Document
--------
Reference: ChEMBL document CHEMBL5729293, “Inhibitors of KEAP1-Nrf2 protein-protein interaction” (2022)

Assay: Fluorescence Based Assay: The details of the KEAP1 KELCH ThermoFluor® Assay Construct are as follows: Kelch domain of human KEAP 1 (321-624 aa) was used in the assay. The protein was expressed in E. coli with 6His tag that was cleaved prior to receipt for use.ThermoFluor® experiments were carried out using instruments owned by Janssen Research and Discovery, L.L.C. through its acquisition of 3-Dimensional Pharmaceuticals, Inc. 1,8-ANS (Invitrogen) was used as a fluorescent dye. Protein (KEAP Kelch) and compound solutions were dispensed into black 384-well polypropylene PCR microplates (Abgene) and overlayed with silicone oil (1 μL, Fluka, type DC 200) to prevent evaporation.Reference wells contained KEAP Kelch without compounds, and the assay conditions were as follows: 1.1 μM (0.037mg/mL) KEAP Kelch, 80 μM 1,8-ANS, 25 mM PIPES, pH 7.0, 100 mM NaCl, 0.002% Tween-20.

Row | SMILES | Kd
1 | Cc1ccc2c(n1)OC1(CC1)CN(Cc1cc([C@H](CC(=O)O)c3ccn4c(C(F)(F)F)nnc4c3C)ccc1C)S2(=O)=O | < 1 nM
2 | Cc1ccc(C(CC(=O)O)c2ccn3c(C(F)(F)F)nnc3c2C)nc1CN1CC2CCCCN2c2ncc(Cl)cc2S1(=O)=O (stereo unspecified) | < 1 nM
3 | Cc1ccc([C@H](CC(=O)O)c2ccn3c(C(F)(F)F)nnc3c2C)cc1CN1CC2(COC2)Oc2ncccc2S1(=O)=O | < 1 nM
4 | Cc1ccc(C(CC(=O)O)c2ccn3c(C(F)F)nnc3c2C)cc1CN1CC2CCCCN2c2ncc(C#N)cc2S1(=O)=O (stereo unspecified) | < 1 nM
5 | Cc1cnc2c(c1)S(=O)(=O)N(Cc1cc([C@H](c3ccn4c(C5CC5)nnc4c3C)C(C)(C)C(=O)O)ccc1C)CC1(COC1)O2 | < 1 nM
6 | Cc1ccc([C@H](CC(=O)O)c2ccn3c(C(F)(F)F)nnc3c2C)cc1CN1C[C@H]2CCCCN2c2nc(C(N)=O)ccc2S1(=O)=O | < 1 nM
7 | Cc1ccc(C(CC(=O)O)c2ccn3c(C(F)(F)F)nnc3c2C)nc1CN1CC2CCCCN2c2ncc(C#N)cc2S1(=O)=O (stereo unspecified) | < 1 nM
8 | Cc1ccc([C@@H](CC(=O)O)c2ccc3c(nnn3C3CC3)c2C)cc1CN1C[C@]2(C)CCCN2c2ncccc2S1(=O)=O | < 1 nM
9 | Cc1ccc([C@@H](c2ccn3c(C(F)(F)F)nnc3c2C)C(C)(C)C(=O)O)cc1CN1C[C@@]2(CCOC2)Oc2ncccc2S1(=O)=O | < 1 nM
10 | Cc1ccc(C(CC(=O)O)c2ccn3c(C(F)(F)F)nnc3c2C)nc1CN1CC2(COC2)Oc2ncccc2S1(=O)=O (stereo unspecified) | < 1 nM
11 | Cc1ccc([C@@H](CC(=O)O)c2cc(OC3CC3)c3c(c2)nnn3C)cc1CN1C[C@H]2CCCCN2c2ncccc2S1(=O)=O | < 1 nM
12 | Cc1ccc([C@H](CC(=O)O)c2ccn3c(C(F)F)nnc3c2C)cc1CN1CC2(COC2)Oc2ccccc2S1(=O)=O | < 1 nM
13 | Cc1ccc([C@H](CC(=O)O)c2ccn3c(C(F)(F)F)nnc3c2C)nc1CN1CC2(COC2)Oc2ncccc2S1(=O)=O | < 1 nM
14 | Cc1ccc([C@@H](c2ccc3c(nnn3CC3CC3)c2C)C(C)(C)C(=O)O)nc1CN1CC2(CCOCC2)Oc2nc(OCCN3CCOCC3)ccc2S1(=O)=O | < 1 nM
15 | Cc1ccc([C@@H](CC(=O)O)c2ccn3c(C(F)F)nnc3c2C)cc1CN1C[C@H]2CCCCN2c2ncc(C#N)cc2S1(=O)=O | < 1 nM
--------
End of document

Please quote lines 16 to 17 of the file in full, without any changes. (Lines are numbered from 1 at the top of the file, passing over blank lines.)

13 | Cc1ccc([C@H](CC(=O)O)c2ccn3c(C(F)(F)F)nnc3c2C)nc1CN1CC2(COC2)Oc2ncccc2S1(=O)=O | < 1 nM
14 | Cc1ccc([C@@H](c2ccc3c(nnn3CC3CC3)c2C)C(C)(C)C(=O)O)nc1CN1CC2(CCOCC2)Oc2nc(OCCN3CCOCC3)ccc2S1(=O)=O | < 1 nM